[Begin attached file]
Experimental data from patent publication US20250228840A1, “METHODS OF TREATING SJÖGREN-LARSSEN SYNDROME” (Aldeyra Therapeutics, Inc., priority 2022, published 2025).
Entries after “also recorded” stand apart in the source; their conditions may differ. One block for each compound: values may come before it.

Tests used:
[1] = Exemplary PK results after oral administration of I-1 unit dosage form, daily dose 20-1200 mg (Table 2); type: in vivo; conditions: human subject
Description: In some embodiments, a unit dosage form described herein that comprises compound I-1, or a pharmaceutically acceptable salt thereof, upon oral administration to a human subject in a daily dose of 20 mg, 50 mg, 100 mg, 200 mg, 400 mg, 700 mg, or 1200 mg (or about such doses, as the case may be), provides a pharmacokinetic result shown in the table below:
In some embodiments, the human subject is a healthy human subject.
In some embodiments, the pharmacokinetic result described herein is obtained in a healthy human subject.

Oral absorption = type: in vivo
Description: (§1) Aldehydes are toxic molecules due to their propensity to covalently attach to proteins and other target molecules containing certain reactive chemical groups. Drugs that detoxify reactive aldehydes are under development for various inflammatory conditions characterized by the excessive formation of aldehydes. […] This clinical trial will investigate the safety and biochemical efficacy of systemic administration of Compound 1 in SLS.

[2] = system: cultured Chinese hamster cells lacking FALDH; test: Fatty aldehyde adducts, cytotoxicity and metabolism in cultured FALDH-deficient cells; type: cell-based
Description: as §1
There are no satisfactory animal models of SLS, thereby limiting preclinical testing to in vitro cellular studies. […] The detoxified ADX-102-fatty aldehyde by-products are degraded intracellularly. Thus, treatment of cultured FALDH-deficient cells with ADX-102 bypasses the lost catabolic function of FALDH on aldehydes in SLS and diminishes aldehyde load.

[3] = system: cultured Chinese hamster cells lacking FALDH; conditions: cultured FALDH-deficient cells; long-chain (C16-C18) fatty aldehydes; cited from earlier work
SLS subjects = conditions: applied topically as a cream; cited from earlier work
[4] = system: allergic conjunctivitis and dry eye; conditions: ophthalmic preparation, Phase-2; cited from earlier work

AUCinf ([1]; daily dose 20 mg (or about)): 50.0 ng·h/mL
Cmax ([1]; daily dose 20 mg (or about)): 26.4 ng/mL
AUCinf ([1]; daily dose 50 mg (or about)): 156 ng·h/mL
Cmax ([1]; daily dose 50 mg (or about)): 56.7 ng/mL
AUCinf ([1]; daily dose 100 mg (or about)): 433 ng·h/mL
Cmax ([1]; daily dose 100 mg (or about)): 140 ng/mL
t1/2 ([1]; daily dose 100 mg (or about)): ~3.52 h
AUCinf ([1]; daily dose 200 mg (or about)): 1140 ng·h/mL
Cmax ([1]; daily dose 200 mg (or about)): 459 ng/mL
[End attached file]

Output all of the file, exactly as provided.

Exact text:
Experimental data from patent publication US20250228840A1, “METHODS OF TREATING SJÖGREN-LARSSEN SYNDROME” (Aldeyra Therapeutics, Inc., priority 2022, published 2025).
Entries after “also recorded” stand apart in the source; their conditions may differ. One block for each compound: values may come before it.

Tests used:
[1] = Exemplary PK results after oral administration of I-1 unit dosage form, daily dose 20-1200 mg (Table 2); type: in vivo; conditions: human subject
Description: In some embodiments, a unit dosage form described herein that comprises compound I-1, or a pharmaceutically acceptable salt thereof, upon oral administration to a human subject in a daily dose of 20 mg, 50 mg, 100 mg, 200 mg, 400 mg, 700 mg, or 1200 mg (or about such doses, as the case may be), provides a pharmacokinetic result shown in the table below:
In some embodiments, the human subject is a healthy human subject.
In some embodiments, the pharmacokinetic result described herein is obtained in a healthy human subject.

Oral absorption = type: in vivo
Description: (§1) Aldehydes are toxic molecules due to their propensity to covalently attach to proteins and other target molecules containing certain reactive chemical groups. Drugs that detoxify reactive aldehydes are under development for various inflammatory conditions characterized by the excessive formation of aldehydes. […] This clinical trial will investigate the safety and biochemical efficacy of systemic administration of Compound 1 in SLS.

[2] = system: cultured Chinese hamster cells lacking FALDH; test: Fatty aldehyde adducts, cytotoxicity and metabolism in cultured FALDH-deficient cells; type: cell-based
Description: as §1
There are no satisfactory animal models of SLS, thereby limiting preclinical testing to in vitro cellular studies. […] The detoxified ADX-102-fatty aldehyde by-products are degraded intracellularly. Thus, treatment of cultured FALDH-deficient cells with ADX-102 bypasses the lost catabolic function of FALDH on aldehydes in SLS and diminishes aldehyde load.

[3] = system: cultured Chinese hamster cells lacking FALDH; conditions: cultured FALDH-deficient cells; long-chain (C16-C18) fatty aldehydes; cited from earlier work
SLS subjects = conditions: applied topically as a cream; cited from earlier work
[4] = system: allergic conjunctivitis and dry eye; conditions: ophthalmic preparation, Phase-2; cited from earlier work

AUCinf ([1]; daily dose 20 mg (or about)): 50.0 ng·h/mL
Cmax ([1]; daily dose 20 mg (or about)): 26.4 ng/mL
AUCinf ([1]; daily dose 50 mg (or about)): 156 ng·h/mL
Cmax ([1]; daily dose 50 mg (or about)): 56.7 ng/mL
AUCinf ([1]; daily dose 100 mg (or about)): 433 ng·h/mL
Cmax ([1]; daily dose 100 mg (or about)): 140 ng/mL
t1/2 ([1]; daily dose 100 mg (or about)): ~3.52 h
AUCinf ([1]; daily dose 200 mg (or about)): 1140 ng·h/mL
Cmax ([1]; daily dose 200 mg (or about)): 459 ng/mL